Flaubert meets Lohan (photo © Terry Richardson; image by Ana Božičević )
September is all about banned books here at PEN American. We reached out to writers, editors, literary illuminati, and PEN staff to write about the banned books that matter to them most. Today’s piece comes from poet Ana Božičević, author of the forthcoming collection of poetry Rise in the Fall.
The Fuss Over Madame Bovary
“Art without rules is not art. It is like a woman who discards all clothing.”
On January 30, 1857, Gustave Flaubert’s Madame Bovary goes on trial, after appearing as a successful serial in the Revue de Paris. The prosecutor, one M. Ernest Pinard, representing the interests of the public censor, makes plain that the manager and printer of the Revue aren’t truly to blame for this indecent book: “the principal culprit” is Flaubert himself. Flaubert’s painstakingly chosenmots justes are an outrage aux bonnes moeurs, and it is precisely this contrast between the “true/just/right” and the “good” that is on trial: aesthetic clash manifest.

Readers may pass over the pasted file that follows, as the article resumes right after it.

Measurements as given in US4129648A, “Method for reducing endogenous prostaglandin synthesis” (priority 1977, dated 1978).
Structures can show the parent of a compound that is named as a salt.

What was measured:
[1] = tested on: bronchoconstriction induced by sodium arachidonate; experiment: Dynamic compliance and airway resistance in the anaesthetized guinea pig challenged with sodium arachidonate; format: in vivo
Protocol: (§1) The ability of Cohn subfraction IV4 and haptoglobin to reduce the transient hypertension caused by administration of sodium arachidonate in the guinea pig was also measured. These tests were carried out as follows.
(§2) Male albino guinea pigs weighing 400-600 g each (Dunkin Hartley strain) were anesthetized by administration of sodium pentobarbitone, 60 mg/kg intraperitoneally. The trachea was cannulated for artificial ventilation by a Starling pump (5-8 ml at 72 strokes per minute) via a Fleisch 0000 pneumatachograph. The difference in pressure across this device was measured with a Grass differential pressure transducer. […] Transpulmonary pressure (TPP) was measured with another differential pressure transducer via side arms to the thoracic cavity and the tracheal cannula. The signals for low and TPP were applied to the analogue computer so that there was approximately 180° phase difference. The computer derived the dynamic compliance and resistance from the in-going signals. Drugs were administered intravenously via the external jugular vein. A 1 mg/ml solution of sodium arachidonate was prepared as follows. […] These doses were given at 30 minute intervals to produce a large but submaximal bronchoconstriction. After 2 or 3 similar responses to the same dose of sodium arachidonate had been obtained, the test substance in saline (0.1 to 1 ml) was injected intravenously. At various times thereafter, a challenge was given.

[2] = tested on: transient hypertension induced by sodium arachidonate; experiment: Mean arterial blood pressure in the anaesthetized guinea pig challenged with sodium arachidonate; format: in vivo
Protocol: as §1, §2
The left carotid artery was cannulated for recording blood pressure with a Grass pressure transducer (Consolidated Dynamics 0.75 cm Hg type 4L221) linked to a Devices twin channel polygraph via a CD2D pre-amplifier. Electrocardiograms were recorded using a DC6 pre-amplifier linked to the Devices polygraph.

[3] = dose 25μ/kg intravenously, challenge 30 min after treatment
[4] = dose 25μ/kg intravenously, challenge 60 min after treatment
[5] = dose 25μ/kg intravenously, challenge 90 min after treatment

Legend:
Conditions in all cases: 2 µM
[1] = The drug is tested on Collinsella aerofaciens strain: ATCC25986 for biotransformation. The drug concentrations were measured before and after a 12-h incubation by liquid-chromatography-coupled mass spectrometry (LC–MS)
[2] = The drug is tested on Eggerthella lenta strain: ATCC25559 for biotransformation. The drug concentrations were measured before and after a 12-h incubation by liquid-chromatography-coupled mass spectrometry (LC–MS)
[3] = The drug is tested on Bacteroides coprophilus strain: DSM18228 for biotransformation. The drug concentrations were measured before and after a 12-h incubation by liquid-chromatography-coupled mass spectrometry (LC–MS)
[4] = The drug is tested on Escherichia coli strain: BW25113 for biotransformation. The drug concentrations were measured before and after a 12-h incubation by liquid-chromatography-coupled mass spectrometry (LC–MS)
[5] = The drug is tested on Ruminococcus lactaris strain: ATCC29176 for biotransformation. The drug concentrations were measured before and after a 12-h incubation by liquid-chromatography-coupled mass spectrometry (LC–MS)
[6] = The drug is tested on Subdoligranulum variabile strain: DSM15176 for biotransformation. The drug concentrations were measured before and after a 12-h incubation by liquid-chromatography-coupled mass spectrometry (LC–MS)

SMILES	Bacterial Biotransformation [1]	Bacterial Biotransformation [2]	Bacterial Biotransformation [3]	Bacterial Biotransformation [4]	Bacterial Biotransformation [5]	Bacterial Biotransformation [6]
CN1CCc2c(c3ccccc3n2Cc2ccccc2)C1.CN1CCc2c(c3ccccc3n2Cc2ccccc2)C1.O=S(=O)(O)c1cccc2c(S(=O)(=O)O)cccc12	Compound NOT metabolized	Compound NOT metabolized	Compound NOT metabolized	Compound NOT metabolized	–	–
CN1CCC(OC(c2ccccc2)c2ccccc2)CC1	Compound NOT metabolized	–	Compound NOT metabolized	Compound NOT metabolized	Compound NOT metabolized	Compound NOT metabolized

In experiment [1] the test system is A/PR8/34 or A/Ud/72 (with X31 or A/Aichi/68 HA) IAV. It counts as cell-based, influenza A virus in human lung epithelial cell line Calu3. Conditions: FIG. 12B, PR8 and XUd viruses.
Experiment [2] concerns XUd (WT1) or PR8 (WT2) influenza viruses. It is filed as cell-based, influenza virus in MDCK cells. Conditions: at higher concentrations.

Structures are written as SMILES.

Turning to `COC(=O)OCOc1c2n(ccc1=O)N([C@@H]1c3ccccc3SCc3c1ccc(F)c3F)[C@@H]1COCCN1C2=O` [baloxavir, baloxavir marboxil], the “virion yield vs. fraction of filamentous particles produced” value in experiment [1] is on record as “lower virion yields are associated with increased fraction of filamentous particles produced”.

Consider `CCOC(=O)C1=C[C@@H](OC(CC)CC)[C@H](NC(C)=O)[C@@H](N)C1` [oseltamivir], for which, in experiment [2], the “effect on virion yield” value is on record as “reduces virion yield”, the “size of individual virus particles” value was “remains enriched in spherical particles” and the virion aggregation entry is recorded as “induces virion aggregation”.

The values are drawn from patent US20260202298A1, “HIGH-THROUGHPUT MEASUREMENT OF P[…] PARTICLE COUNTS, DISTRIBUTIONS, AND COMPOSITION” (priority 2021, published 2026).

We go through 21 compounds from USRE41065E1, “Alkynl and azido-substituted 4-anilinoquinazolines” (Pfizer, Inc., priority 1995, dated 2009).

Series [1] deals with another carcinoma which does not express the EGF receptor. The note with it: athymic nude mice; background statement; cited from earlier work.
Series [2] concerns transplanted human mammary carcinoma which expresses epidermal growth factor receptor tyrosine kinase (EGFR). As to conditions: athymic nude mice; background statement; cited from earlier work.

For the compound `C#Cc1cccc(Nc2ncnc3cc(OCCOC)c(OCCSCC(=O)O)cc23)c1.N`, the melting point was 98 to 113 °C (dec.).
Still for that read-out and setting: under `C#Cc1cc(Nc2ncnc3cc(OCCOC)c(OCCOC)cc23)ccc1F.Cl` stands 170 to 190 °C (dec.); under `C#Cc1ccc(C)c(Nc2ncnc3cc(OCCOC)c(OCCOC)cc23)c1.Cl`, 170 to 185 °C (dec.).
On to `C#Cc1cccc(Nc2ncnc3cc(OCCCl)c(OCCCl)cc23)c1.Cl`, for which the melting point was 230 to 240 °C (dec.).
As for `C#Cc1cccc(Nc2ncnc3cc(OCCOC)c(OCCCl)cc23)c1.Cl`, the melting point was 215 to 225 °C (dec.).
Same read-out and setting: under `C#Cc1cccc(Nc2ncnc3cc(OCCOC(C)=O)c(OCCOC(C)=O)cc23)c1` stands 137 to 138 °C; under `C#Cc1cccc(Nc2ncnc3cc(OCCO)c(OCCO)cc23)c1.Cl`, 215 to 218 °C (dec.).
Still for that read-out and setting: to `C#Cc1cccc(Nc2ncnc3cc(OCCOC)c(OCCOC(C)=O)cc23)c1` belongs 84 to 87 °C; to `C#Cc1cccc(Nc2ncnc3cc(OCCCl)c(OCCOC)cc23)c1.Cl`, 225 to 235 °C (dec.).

The speeches of prosecutor and defense are a fun read, but certain things jump out at one from among the rhetoric and objections to Flaubert’s style, and clarify what the fuss is actually about. It is fuss that is still about. The problem of Emma is the problem of desire.
“Is it natural for a little girl to invent small sins?”
“Thus, from this first fault, this first fall, she glorified adultery, she sang the song of adultery, its poesy and its delights.”
“She is always the same passionate woman, seeking illusions and seeking them even among the most august and holy things.”
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